Saturday, February 19, 2011

Traveling with Medical Needs

I am not your average backpacker who feels this need to live off the land. I don't go into the wilderness with a bag, a sleeping bag and two pairs of underwear. I tend to over pack, this is due to a constant nagging I was given having to do with my many medical conditions as a child. Don't do this, you'll hurt your this! Don't do this, you might die because of this! I have an increased chance of dying because of many of these things but I try not to let them hold me back or have them lessen my experiences in foreign countries. If the worst thing to come from my travel with my illnesses is an over packed bag and a sore back then I think I'll be okay.

Not your average bear...
I have more than one thing wrong with me. I'm a pretty defective model overall so I'll go through the list and how I cope with my quirks on the dusty road. My quirks make me who I am. I am proud to be flawed and interesting rather than perfect and boring.

1. Epilepsy
Epilepsy is a chronic neurological disorder, where the subject is prone to seizure activity. I have had epilepsy since I was nine years old. I was hit in the head during a physical education class which resulted in a concusion. 24 hours later I had my first grand mal seizure (a full drop and flop) and I've had them ever since. Since 2007 my seizures have been relatively well controlled due to a great doctor in Louisiana and a new medication. It turns out I had been severely under medicated for years by my other doctors before meeting this wonderful man. I have now not had a seizure in almost three years.

Traveling with Epilepsy can be troublesome due to the fact I have to carry large amounts of medication on me. This is can be an issue at some border controls. If you have to have prescriptions for a serious illness like epilepsy carry a doctors note with you so that you have no issues bringing your meds into the country. Also, put your medical information onto a card in your wallet for your travel mates in case of an emergency. There are certain activities people with epilepsy should never do. For example, scuba dive. This is something a bunch of my friends wanted to try but I knew I wouldn't be able to do. I snorkeled instead which is much safer and I would like to point out- easier on the wallet! People with epilepsy should also take care with horse back riding, riding motor bikes and extreme contact sports. Proper head gear is essential, better safe then sorry!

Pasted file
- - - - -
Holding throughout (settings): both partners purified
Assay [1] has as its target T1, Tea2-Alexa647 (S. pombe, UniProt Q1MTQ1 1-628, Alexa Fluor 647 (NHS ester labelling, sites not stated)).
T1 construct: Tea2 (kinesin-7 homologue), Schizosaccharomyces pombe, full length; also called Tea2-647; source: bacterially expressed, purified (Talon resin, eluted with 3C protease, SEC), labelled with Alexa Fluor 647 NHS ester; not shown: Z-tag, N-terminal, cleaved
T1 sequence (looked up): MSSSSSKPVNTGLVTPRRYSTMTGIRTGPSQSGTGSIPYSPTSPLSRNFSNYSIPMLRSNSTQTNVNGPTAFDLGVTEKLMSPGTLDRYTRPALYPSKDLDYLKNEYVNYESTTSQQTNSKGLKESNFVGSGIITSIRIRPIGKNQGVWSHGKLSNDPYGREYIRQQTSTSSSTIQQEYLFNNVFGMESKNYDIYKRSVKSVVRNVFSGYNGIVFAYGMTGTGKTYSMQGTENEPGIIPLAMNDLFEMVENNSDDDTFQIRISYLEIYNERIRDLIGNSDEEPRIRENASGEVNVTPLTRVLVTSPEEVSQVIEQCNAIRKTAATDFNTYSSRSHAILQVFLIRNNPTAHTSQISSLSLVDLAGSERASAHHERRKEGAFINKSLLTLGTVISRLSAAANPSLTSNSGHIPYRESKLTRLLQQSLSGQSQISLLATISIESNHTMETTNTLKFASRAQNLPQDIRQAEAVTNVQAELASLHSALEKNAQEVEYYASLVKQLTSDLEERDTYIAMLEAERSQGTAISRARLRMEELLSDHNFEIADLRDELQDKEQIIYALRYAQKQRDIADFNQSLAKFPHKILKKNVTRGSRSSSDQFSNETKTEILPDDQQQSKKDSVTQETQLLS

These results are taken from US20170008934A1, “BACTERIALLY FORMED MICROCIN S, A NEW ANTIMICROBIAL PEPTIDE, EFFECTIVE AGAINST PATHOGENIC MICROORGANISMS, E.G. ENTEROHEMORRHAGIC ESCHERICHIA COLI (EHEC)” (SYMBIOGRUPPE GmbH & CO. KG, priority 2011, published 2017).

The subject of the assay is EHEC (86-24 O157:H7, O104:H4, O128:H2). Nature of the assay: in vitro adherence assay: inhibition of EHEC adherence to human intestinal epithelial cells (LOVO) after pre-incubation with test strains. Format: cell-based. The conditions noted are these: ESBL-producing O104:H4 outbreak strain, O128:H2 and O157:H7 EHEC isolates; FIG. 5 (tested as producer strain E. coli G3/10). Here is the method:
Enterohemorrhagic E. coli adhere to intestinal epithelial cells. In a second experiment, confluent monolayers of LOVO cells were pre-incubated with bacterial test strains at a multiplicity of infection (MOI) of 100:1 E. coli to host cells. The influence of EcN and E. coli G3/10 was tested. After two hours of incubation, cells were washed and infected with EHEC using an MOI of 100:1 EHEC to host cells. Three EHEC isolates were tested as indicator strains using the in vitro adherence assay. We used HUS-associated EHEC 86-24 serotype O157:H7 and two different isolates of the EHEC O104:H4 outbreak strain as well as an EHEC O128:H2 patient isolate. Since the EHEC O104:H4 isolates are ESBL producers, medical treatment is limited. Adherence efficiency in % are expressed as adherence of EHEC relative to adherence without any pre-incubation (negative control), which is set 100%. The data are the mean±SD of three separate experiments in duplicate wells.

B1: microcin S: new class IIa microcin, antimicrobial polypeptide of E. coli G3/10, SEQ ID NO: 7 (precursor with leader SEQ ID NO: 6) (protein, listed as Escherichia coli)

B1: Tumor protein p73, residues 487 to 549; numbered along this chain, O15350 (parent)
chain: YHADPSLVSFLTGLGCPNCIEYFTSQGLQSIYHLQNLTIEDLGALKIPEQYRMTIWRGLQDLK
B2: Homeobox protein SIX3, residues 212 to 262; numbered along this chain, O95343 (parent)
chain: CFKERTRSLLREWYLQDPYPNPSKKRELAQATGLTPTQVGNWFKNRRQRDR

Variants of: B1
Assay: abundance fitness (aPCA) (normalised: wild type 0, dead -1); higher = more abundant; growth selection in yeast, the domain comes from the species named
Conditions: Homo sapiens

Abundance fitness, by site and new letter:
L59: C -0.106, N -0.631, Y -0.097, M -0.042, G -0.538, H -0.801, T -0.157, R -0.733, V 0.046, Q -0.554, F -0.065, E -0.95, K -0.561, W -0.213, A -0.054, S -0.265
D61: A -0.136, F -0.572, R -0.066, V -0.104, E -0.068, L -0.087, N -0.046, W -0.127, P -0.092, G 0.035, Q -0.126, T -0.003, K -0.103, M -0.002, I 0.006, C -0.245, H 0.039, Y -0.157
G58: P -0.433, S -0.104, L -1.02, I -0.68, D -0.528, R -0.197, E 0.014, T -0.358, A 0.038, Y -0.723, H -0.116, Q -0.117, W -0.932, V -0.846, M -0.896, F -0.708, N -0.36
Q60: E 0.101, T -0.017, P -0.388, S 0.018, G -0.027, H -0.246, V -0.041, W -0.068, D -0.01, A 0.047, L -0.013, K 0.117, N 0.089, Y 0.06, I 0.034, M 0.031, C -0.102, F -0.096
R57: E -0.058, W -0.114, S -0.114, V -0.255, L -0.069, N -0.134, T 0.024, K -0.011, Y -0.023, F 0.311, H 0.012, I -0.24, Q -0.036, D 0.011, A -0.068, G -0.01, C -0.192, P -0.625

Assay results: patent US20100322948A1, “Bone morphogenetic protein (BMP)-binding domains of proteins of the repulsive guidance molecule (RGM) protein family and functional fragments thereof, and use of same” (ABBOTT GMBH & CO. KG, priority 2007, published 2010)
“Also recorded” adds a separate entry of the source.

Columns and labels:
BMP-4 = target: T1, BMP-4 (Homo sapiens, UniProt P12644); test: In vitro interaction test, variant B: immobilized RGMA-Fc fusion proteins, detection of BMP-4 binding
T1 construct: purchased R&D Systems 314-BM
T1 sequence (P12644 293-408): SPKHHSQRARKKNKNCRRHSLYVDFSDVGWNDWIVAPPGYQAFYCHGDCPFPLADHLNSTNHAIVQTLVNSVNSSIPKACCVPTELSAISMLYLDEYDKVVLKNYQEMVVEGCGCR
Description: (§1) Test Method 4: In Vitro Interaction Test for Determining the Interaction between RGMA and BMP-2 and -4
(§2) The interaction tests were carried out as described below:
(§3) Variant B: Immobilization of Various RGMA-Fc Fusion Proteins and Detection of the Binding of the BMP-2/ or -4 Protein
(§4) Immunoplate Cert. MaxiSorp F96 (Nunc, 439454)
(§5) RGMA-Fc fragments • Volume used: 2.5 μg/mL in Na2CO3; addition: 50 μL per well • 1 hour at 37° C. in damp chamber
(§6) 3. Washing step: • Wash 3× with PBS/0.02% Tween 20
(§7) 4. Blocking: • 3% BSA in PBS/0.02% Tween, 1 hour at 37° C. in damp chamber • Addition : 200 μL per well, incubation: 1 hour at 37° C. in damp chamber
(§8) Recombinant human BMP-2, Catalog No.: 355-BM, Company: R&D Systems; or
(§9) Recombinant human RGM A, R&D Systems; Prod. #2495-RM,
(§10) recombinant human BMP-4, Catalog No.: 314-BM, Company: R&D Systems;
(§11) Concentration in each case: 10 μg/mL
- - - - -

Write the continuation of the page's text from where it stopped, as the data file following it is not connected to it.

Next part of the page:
See the difference?

2. Nut Allergies/ Drug Allergies
Nut Allergies have been a major pain in the ass to deal with overall as a human being. Because they are cheap and taste good people put them in everything! I am not as severely allergic as my older sister is but I avoid all nuts. Your allergic reactions will worsen with every exposure, so I try not to expose myself often so I don't end up with a heart attack at 30 due to a rogue peanut. I have been peanuted at a restaurant a few times, funny thing is they are more prone to peanut your plates in the states then here in SE Asia (With the exception of Thailand). I had to be warry of hazelnut in Belgium as they put it a lot of the chocolates. But if you ask they will tell you.